Google roots out content farms

What is a content farm and what does it do?  ” … create a ton of niche, mostly uninspired content targeted to search engines, then make it viral through social software and make lots of money through ads.  In December 2009  Richard MacManus published Content Farms: Why Media, Blogs & Google Should Be Worried. That article and his earlier ones struck a chord with me as I had been witnessing low-quality content in search results.

Well , the good news is that Google has announced an algorithm change that commences in the U.S. only to start and then will roll it out out from there.  I’m encouraged by this turn of events and think my readers will be too.

matts cutts tweet

Google says this change isn’t a result of feedback gained from last week’s launch of the Personal Blocklist Chrome extension, but also says the algorithmic change addresses 84% the top several dozen or so most-blocked domains from the Chrome extension. They have been working on this for some time now.

This update is designed to reduce rankings for low-quality sites—sites which are low-value add for users, copy content from other websites or sites that are just not very useful. At the same time, it will provide better rankings for high-quality sites—sites with original content and information such as research, in-depth reports, thoughtful analysis and so on.

We can’t make a major improvement without affecting rankings for many sites. It has to be that some sites will go up and some will go down. —  Finding more high-quality sites in search

Below are some early responses:

Danny Sullivan:

While Google has come under intense pressure in the past month to act against content farms, the company told me that this change has been in the works since last January. —  Google Forecloses On Content Farms With “Farmer” Algorithm Update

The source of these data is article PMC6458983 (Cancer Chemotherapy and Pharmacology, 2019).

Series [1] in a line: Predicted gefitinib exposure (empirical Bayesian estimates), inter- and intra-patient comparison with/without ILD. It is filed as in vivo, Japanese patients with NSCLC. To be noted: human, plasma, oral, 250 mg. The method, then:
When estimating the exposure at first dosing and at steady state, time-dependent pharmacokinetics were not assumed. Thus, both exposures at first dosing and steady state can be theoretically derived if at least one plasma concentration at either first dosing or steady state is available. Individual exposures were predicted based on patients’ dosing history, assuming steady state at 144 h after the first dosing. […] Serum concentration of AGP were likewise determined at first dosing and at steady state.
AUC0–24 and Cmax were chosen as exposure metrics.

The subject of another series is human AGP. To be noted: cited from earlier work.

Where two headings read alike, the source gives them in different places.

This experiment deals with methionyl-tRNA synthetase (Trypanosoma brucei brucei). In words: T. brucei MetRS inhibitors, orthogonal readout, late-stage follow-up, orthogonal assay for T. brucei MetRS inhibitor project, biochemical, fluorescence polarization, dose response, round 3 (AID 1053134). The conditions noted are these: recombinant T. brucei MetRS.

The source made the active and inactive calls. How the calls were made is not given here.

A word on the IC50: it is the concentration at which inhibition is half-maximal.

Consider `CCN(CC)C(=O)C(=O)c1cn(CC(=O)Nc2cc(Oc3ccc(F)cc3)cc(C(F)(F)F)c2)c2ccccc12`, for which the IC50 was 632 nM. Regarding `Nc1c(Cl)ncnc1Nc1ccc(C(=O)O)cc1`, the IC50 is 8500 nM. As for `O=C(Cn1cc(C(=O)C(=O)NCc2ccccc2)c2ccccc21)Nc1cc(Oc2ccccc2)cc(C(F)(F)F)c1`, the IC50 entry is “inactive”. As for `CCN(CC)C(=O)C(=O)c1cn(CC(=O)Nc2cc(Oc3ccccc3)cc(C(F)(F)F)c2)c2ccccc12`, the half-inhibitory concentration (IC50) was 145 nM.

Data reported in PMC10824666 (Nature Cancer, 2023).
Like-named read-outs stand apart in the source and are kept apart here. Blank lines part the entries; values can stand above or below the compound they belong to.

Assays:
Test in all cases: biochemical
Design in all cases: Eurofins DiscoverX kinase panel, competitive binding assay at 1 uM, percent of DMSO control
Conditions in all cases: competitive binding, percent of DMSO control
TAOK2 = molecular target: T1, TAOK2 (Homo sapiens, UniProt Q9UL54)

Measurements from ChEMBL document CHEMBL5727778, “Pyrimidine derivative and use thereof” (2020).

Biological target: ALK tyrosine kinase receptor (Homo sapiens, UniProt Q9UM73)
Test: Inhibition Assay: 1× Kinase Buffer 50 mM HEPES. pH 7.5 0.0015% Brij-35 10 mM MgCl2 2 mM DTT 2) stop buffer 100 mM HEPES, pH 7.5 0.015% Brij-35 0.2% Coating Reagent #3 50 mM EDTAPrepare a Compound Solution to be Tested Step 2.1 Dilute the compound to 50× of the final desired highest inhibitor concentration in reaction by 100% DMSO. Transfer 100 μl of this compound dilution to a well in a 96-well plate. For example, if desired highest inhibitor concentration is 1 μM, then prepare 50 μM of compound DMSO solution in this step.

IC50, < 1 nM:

Michael Arrington:

What are those sites? Google isn’t saying. But the changes are designed to weed out low-value content, they say, such as content copied from other websites or non-useful content. That means sites like Demand Media, Associated Content and Mahalo are likely on the list. In a couple of months traffic data to those sites will likely confirm that they were impacted. —  Google Targets Content Farms With Major Search Algorithm Tweaks

8 thoughts on “Google roots out content farms

  1. I’m so glad this is happening because I’ve certainly noticed those sites and am fed up with seeing them at the top and finding nothing in them…I had no idea what they really were though…just knew that they were repetitious and useless!

    1. There are many bloggers who publish on more than one site. In most cases they are motivated to do so because they can place advertising on the duplicated content sites and profit from doing so. Many of the articles contain plagiarized material as well. Some bloggers simply submit the same articles to multiple content farms. Their motivation is to game search engine results by gaining backlinks from multiple sites to their own site all based on the same articles. As a person who earns an income from research and writing I am cheering Google on. The sooner they get rid the no quality, low quality, and duplicate content appearing in the SERPs the better.

  2. Interesting. I know a writer for answer.com. She mentions it in her bio. Obviously she doesn’t know…